Rachel: Deciding what to bring on a shoot, can be a gamble, especially when you don’t know exactly what conditions are going to be. It can be fun to experiment and force yourself to use/not use specific lenses or tools, but it’s also important to have your basics covered.
For this day, I decided to bring:
- Nikon D810
- Tokina 17-35 f/4.0
- Nikon 28-300 f/3.5-5.6
- Nikon 105mm
- Peak Design Travel tripod
- Wireless remote shutter release
I’m REALLY glad I brought my 105mm. I ended up using this for the entire second half of the time we were there, just playing, and experimenting and I learned I LOVE that lens. The creamy blurry background in my macro photos is because of this lens. Just beautiful.
I wish I had brought my other camera body! I had my camera on a tripod, capturing a timelapse of the sunrise, and I wish I had another camera available to free-hand capture other things I noticed that I didn’t want to disrupt my time lapse for. I did have my phone, which I did use… but of course, that’s not the same.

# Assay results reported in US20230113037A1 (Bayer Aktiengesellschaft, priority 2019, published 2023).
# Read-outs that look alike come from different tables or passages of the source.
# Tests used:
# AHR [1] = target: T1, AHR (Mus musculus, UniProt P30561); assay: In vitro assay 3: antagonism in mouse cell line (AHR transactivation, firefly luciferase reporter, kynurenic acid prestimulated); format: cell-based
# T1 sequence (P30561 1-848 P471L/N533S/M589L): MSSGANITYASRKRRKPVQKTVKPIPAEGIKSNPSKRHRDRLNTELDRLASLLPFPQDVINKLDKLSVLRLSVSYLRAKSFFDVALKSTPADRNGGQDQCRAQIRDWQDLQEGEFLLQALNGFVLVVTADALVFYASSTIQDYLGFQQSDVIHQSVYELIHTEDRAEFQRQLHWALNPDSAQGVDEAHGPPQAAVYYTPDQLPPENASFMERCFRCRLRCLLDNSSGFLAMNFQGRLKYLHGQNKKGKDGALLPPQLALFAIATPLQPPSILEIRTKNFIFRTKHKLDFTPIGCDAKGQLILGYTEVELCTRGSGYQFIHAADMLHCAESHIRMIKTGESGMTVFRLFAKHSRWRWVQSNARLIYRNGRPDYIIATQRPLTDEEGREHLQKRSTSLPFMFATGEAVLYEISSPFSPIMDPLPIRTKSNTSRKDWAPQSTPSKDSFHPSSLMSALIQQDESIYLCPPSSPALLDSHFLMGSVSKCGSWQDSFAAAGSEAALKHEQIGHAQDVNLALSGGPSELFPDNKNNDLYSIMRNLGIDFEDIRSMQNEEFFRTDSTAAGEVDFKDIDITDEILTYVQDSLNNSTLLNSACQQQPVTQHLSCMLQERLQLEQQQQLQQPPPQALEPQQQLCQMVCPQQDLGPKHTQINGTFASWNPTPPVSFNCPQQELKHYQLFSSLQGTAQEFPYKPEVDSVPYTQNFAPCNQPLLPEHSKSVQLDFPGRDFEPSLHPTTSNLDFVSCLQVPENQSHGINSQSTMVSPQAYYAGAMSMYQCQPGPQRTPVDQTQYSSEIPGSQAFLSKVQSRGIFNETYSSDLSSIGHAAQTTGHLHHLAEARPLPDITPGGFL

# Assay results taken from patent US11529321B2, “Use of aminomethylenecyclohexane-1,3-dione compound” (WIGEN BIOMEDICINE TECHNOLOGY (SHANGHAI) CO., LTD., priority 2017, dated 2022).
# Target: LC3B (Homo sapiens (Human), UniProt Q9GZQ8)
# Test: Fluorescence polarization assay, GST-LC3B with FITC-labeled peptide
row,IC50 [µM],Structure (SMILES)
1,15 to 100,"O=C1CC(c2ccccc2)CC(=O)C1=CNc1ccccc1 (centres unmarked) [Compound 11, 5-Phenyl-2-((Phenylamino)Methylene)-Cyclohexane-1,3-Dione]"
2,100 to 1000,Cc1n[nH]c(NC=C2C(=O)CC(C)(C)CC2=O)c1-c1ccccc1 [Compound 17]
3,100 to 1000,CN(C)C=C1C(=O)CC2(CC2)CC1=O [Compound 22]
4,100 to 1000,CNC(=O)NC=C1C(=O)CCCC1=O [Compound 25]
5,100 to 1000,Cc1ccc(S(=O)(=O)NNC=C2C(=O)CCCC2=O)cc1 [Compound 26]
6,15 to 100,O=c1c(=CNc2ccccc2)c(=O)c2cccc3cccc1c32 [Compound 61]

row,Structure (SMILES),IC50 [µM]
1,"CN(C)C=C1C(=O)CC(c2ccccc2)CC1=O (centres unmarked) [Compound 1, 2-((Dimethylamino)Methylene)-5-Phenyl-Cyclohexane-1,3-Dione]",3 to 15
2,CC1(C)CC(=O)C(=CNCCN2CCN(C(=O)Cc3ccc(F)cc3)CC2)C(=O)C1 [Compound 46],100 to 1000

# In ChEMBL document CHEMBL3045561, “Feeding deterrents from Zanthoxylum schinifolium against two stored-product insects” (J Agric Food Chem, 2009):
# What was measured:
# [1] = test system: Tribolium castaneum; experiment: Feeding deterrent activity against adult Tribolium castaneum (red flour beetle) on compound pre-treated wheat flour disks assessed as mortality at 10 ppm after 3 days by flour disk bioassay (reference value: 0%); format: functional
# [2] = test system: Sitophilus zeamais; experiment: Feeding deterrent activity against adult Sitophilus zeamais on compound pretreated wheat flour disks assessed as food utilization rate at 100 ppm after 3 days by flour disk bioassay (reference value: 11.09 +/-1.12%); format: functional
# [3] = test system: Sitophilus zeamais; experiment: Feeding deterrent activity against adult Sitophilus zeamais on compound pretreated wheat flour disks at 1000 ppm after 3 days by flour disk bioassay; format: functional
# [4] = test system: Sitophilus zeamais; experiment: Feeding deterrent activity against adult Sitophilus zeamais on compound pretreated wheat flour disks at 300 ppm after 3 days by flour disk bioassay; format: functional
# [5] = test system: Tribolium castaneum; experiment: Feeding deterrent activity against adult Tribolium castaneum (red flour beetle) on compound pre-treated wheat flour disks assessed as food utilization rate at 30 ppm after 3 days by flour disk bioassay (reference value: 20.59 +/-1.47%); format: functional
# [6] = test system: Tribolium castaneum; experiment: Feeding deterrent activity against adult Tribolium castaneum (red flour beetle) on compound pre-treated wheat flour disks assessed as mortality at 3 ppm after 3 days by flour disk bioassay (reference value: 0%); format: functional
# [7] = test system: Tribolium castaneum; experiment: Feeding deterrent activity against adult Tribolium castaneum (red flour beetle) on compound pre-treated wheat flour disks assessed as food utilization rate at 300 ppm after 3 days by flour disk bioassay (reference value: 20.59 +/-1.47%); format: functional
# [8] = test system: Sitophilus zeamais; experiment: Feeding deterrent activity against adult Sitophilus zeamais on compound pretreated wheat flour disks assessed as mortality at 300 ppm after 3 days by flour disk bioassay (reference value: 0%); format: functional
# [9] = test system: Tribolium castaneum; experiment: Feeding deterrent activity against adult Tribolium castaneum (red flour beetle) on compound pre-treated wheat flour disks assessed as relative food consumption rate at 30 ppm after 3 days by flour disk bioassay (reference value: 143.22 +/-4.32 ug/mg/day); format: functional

Missy: For landscapes recently, I’ve been going bare bones and not bringing much, it pushes me to think outside the box to get something different.
So for this trip, I brought only my prime lenses, something I usually do just for portrait sessions. It also may have been because I lent my favorite zoom lens, my 24-70, to a friend.
- Nikon D750
- Sigma Art 35 mm 1. 4
- Sigma Art 85 mm 1.4
- 3 Legged Thing Brian Tripod
My 85mm is the stand out here as I should also admit, it’s my favorite lens ever, but also, it is a tight crop and makes you think more about the composition. My plan was to make the tulips the star of the show, not the entire landscape.
I do wish that I brought my ND filter as the clouds would have given me some great long exposures to show the movement of them.
Your favorite thing about visiting the Wooden Shoe Tulip Farm?